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The Open Secret by Jennifer Moxley (Flood Editions, 2014)

Reviewed by Lucy Sheerman

Jennifer Moxley’s The Open Secret published in 2014 contains two long poems “Coastal” and “Evacuations” which form the core of this intelligent, complex book. In it Moxley examines the practice and process of writing while also considering what the public role or effect of the poem might be. This explicit concern and engagement with the publication of a poem, of the work in relation to the world and hence its work in the world, appears to have brought the book more widespread attention than Moxley’s earlier poetry collections. It received the Poetry Society of America’s William Carlos Williams Award and was a finalist for the Kingsley Tufts Poetry Award.


I was gripped by this book, in part because I have paid close attention to Moxley’s writing since Stephen Rodefer, so instrumental in making connections between British and American writers, showed me some of her work while I was setting up a poetry press in the mid ‘90s. In fact her Enlightenment Evidence was the first book that rem•press published in 1996. I saw in Moxley’s poetry a concerted address to the pressures, constraints, influences that I also found myself working within at that time. The language movement, with its attention to the role of the reader as co-creator of meaning, the materiality of the signifier, and the distancing from the role of poetry as a site of personal expression was a significant influence on a number of emerging writers in the States and, largely through the invitations and attentions of the Cambridge school, in the UK. A long running interest in her work as it has developed over the years has chimed with my own growing understanding of the reading and writing of poetry beyond the pressures and pains of those early influences.


In this book, Moxley eschews the broken syntax, fragmentation and partial obscurity of some of her earlier work, although the implicit questions and problems such techniques foreshadow remain. It is a direction towards clarity, a need for direct, unadorned or undistorted communication, that I recognised on a gut level. Here too Moxley eschews the problematised position of the narrator that you might have encountered in earlier work such as Often Capital. This is not to say that there is no awareness of these constraints and framing conceits in the work, of precisely what they are and do, nor does it preclude a recognition of their limitations and effects. This book shows the intensity with which that understanding and insight can be deployed while moving away from the explicit concern with unpicking and unravelling those constraints as an act of resistance and challenge, an aesthetic in and of itself.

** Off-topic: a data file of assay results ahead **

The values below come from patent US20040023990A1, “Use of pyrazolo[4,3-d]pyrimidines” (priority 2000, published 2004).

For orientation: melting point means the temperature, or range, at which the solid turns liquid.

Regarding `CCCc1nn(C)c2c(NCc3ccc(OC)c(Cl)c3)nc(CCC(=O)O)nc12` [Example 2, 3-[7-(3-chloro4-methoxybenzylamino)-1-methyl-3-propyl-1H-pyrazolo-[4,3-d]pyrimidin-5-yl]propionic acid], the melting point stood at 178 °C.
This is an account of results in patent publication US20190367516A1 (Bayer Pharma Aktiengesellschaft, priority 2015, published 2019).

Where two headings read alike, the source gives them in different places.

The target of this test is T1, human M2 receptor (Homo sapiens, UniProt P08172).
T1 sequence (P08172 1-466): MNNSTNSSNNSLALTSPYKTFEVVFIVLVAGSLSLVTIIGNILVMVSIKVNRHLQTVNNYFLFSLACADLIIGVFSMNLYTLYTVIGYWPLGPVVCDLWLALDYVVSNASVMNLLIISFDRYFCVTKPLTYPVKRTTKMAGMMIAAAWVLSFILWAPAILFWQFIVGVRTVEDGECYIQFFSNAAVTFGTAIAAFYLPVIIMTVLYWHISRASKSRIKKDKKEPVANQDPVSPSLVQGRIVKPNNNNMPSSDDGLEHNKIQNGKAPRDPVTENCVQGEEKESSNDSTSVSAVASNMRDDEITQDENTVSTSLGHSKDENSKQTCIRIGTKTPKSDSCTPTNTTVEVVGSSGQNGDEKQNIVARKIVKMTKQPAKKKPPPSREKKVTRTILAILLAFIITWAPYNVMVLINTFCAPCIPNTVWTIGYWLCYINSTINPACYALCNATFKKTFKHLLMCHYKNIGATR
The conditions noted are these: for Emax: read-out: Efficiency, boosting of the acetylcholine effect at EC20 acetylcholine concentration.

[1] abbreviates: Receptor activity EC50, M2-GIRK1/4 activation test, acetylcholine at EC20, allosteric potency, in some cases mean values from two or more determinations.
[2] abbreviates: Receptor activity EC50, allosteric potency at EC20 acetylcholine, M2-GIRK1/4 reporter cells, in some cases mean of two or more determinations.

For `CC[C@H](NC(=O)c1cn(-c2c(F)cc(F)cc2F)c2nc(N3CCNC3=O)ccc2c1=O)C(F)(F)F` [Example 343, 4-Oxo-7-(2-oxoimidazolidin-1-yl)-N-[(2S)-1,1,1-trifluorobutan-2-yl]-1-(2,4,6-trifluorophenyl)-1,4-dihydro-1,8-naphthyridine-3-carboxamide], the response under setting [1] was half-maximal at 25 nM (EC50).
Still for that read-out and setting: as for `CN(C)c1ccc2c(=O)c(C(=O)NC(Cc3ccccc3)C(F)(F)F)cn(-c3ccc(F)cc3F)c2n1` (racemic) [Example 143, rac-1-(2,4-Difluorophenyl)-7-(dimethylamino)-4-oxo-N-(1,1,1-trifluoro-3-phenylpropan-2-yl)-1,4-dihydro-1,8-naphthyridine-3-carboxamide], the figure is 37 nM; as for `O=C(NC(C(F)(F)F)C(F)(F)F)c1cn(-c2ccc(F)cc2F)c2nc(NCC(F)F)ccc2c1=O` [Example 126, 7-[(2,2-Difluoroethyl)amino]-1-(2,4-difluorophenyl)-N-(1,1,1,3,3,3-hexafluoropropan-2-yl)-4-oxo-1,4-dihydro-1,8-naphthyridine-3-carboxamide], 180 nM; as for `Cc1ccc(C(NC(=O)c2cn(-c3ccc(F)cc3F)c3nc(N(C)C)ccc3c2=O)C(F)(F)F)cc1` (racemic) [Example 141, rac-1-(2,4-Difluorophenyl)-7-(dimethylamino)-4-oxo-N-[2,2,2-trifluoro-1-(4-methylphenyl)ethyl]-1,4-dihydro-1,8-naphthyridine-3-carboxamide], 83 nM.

In her critical work Moxley has defined herself as explicitly ‘committed to the tradition of “speech-based” poetries’. The Open Secret sees her grasp more clearly the complex and bewildering responsibilities of the lyric voice. Armed with the understanding of all the vexed appropriations and silences that such an assertion summons, she chooses to embrace the potential and possibilities of the lyric “I”. Moxley discusses the possibilities and limitations represented by this use of voice in her essay on Robert Creeley and the Lyric:


‘The necessary dialectic at work in the lyric stance is between the desire for the representation of a human totality, and the impossibility of realizing that desire except through its mute particulars. It is a paradox that proposes the need to risk settled definitions at every point, an idealistic proposition which, although impractical and perhaps even undesirable, is nevertheless crucial, for it challenges our tendency to symbolically conquer our surroundings and thus stop thought.’


These concerns with the responsibility of giving voice and the associated risks of appropriation, closure and silence are examined, enacted and acted out in The Open Secret. The long poem “Coastal” is breathtaking in its scope and its complex measuring of the relationship between ideas and politics and the lived experience of them. Moxley returns to a consideration of the length of this poem several times. ‘Feeling panicky about going on so long I show / this to Steve in draft form. “So this is your 9/11 poem?”’(25). Later, ‘It was just a train of thought. That started it. . . A train of thought about a trainless state’ (25). In an ironic undercutting of the motif in the same poem she observes her kitten playing with string in an image which rapidly extends to assume the lines and the ‘sheer drop’ and ‘falling’ of the twin towers: ‘Nothing like a piece of string to focus the attention. Or a line of poetry, snaking down the length of the page’ (20). These poems are considerably longer than any of the other work, setting aside her sequences and substantial autobiography, that I have seen by her. The Publishers Weekly review of The Open Secret states that ‘her poems surprise—despite a tendency to run long—and are consistently candid in their exploration of the “I.” … Moxley’s two longest and most fulfilling poems, “Coastal” and “Evacuations,” act as pillars that form its emotional core.’ Moxley uses the sustained focus offered by the long poem form to reflect upon and inquire into the formation, development and exploration of thought and, by extension, understanding. It is an undertaking to continue to pay attention and return to ideas, or an idea as it develops, that the long poem form uniquely permits: ‘No day, no hour, not even a second can be / adequately written in one sitting’ (18).